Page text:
The short end of the story is that I used The Razor™, however weakly I could the first time, and was able to stalemate my brilliant new boss into a tie. I knew it was working when he called for a break, relaxed for a while and then came back at me hard to beat me. I played The Razor™ as best I could. We agreed to a raise! My boss was impressed that I came to town, bellied up to his desk, and held my own in a respectful, unemotional debate. He was still the superior businessman and debater, but I held my own. We both left feeling hopeful about each other in our new relationship. I was managing a big chunk of his division.
Let’s look at The Razor™:
The Razor™ is simple in theory, but not so simple to use effectively. With practice it is a powerful negotiation and debate tactic. It takes three (3) well-conceived and simplified points, and plays them in a relentless repetitive manner. The skill required focuses on:
- Conceiving three really solid points simplified into short sentences
- Being disciplined to state and restate the 3 points in a circular reinforcing manner without sounding like a broken record or a politician.
- Tenacious and relentless discussion: It also requires tenacity and the will to win. So many times in debates, arguments or negotiations, we have to fight our internal willingness to get frustrated and quit. When used effectively, The Razor™ almost guarantees a tie, if not a win.
This is important because it is very tempting in arguments and debates to get off on pig trails and get off your game. The discipline here is to play your three points in random order in reinforcement of each other.
How to Use the Razor:
The Razor™ is only as effective as our mastery of the three skills listed above. If we take time to really develop a solid tip of The Razor™ that is impactful, resounding and simplified, then we are off to a good start. Each of the base points needs to strongly reinforce the tip of The Razor™ and be resounding and formidable as well. Once the three points are conceived, simplified, and we have practiced their effectiveness together, then it is ready for use.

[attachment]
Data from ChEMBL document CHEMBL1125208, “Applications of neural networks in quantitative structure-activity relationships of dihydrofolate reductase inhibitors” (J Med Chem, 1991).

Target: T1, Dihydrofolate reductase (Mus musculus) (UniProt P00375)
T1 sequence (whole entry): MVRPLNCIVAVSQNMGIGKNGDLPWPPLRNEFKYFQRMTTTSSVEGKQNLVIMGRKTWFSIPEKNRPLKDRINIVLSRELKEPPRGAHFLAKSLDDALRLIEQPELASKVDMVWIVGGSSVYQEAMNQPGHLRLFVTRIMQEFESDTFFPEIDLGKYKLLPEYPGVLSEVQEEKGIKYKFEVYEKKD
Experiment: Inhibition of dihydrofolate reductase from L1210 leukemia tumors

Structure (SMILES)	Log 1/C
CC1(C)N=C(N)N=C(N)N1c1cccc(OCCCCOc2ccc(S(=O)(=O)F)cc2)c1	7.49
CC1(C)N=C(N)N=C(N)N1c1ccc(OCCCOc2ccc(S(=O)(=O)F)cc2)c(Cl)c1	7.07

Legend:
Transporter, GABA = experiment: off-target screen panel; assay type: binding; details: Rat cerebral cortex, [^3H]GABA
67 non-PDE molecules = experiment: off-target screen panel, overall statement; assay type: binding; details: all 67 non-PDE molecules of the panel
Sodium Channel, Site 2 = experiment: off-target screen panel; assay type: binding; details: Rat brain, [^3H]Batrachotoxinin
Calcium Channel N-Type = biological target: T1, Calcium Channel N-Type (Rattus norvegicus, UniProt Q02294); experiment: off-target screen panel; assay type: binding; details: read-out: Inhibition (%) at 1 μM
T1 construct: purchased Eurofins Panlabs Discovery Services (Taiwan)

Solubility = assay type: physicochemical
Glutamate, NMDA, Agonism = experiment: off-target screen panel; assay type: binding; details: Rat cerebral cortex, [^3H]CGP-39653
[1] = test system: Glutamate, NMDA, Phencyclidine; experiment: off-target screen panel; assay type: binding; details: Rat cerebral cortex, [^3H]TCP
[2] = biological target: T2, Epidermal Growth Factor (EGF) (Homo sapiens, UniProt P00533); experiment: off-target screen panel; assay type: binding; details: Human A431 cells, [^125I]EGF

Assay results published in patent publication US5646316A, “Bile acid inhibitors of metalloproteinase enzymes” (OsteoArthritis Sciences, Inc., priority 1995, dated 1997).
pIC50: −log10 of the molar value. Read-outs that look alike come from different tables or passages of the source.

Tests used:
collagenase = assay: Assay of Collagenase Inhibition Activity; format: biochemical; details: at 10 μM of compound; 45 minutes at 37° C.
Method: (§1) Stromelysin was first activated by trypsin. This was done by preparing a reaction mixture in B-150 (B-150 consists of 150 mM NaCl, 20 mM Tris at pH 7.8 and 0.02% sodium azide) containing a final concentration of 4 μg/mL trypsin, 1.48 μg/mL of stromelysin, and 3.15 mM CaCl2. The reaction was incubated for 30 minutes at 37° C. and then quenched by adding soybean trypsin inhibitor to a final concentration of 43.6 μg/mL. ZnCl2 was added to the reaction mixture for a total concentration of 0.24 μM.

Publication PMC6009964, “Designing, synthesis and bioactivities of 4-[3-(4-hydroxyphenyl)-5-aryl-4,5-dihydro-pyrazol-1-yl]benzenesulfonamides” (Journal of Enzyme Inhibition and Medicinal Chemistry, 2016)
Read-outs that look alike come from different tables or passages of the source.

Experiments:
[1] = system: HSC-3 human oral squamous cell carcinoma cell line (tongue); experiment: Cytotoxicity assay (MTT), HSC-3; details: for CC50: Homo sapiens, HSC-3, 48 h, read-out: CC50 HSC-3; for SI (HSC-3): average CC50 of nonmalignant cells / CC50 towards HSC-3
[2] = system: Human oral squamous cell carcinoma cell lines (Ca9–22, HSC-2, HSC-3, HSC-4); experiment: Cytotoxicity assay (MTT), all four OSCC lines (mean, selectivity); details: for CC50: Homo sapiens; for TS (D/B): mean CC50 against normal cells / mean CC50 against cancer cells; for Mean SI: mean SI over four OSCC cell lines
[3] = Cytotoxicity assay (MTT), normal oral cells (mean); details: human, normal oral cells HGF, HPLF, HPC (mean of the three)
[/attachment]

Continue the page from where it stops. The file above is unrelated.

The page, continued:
- Lead the debate or negotiation with the tip of The Razor ™. This is your strongest point. State it. Then let the burden of response fall on the other party. Remember, do not negotiate with yourself (previous blog post).
- No matter what response you get from the person with whom you are negotiating, reinforce your argument with one of your two (2) base points. This is important because it is very tempting in arguments and debates to get off on pig trails and get off your game. The discipline here is to play your three points in random order in reinforcement of each other.
- Stay disciplined and stay on your three points. The person with whom you are negotiating will likely have strong points as well. They may get emotional. They may become angry. They may try to rattle you or get you off on an errant sidebar discussion. Do not take the bait. Simply restate the tip of The Razor™.
- Continue in a circle stating the tip of The Razor™ and reinforcing it with the two base points. You basically state, restate, change the wording, but not the points, and speak to the three points relentlessly.
In leading my executive teams over the years, and in coaching great leaders and executives now, The Razor™ has rendered some amazing prowess for my leadership teams. It is effective in personal and business settings. It is important to note, though, that it does take some coaching and practice to get fluid and smooth with The Razor™. I have taught individuals and teams, alike, how to learn this methodology and how to leverage it for good and right in the world. I have found it to be an amazing arrow in the quiver for top executives.
Happy Spring! Until next time, cheers!